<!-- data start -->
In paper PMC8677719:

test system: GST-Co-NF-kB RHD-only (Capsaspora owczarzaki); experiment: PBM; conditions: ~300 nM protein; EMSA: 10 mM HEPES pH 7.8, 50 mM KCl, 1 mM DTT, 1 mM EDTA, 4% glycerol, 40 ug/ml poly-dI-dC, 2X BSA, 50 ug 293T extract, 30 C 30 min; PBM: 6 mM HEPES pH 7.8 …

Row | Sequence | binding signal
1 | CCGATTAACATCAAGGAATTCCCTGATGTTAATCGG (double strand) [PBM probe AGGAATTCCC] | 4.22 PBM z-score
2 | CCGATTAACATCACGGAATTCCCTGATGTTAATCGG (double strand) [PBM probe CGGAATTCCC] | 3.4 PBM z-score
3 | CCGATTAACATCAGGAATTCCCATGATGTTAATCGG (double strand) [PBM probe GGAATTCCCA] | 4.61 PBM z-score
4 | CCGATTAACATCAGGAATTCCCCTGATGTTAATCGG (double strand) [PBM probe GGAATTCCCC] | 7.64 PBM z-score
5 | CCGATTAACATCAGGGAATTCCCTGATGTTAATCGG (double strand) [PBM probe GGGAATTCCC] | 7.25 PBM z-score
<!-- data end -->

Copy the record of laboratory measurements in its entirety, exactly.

In paper PMC8677719:

test system: GST-Co-NF-kB RHD-only (Capsaspora owczarzaki); experiment: PBM; conditions: ~300 nM protein; EMSA: 10 mM HEPES pH 7.8, 50 mM KCl, 1 mM DTT, 1 mM EDTA, 4% glycerol, 40 ug/ml poly-dI-dC, 2X BSA, 50 ug 293T extract, 30 C 30 min; PBM: 6 mM HEPES pH 7.8 …

Row | Sequence | binding signal
1 | CCGATTAACATCAAGGAATTCCCTGATGTTAATCGG (double strand) [PBM probe AGGAATTCCC] | 4.22 PBM z-score
2 | CCGATTAACATCACGGAATTCCCTGATGTTAATCGG (double strand) [PBM probe CGGAATTCCC] | 3.4 PBM z-score
3 | CCGATTAACATCAGGAATTCCCATGATGTTAATCGG (double strand) [PBM probe GGAATTCCCA] | 4.61 PBM z-score
4 | CCGATTAACATCAGGAATTCCCCTGATGTTAATCGG (double strand) [PBM probe GGAATTCCCC] | 7.64 PBM z-score
5 | CCGATTAACATCAGGGAATTCCCTGATGTTAATCGG (double strand) [PBM probe GGGAATTCCC] | 7.25 PBM z-score